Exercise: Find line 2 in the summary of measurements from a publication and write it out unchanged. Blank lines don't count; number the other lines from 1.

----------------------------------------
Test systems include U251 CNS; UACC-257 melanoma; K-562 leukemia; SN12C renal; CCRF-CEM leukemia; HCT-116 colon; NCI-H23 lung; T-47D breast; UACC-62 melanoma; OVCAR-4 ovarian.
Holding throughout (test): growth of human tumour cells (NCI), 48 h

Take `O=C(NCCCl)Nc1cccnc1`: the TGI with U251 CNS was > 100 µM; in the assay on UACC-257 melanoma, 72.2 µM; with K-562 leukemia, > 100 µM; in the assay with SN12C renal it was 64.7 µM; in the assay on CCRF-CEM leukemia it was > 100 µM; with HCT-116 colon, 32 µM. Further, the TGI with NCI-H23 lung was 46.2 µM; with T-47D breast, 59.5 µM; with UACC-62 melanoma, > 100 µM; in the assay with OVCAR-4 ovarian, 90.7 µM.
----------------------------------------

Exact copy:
Holding throughout (test): growth of human tumour cells (NCI), 48 h